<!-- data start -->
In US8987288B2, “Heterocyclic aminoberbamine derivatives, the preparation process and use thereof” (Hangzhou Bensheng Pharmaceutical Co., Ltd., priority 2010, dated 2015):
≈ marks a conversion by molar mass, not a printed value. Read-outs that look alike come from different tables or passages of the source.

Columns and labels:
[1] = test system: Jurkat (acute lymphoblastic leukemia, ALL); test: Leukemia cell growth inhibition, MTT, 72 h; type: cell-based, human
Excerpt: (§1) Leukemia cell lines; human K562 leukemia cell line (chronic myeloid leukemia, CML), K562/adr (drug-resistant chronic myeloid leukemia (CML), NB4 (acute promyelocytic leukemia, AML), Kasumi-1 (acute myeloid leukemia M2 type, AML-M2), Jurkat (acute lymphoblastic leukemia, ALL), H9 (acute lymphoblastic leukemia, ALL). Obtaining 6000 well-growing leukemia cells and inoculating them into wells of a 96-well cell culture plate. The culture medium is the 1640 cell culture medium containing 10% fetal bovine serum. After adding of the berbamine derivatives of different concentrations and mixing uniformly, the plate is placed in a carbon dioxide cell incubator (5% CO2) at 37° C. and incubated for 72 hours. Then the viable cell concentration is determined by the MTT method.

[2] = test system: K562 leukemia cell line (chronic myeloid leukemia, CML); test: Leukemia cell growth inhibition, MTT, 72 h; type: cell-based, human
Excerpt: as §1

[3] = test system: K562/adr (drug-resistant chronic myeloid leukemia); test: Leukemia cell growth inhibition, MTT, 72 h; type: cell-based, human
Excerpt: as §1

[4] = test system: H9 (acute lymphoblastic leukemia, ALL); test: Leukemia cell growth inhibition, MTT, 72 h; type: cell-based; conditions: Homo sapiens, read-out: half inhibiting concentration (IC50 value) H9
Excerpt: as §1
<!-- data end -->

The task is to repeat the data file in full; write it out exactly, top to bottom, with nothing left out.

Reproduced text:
In US8987288B2, “Heterocyclic aminoberbamine derivatives, the preparation process and use thereof” (Hangzhou Bensheng Pharmaceutical Co., Ltd., priority 2010, dated 2015):
≈ marks a conversion by molar mass, not a printed value. Read-outs that look alike come from different tables or passages of the source.

Columns and labels:
[1] = test system: Jurkat (acute lymphoblastic leukemia, ALL); test: Leukemia cell growth inhibition, MTT, 72 h; type: cell-based, human
Excerpt: (§1) Leukemia cell lines; human K562 leukemia cell line (chronic myeloid leukemia, CML), K562/adr (drug-resistant chronic myeloid leukemia (CML), NB4 (acute promyelocytic leukemia, AML), Kasumi-1 (acute myeloid leukemia M2 type, AML-M2), Jurkat (acute lymphoblastic leukemia, ALL), H9 (acute lymphoblastic leukemia, ALL). Obtaining 6000 well-growing leukemia cells and inoculating them into wells of a 96-well cell culture plate. The culture medium is the 1640 cell culture medium containing 10% fetal bovine serum. After adding of the berbamine derivatives of different concentrations and mixing uniformly, the plate is placed in a carbon dioxide cell incubator (5% CO2) at 37° C. and incubated for 72 hours. Then the viable cell concentration is determined by the MTT method.

[2] = test system: K562 leukemia cell line (chronic myeloid leukemia, CML); test: Leukemia cell growth inhibition, MTT, 72 h; type: cell-based, human
Excerpt: as §1

[3] = test system: K562/adr (drug-resistant chronic myeloid leukemia); test: Leukemia cell growth inhibition, MTT, 72 h; type: cell-based, human
Excerpt: as §1

[4] = test system: H9 (acute lymphoblastic leukemia, ALL); test: Leukemia cell growth inhibition, MTT, 72 h; type: cell-based; conditions: Homo sapiens, read-out: half inhibiting concentration (IC50 value) H9
Excerpt: as §1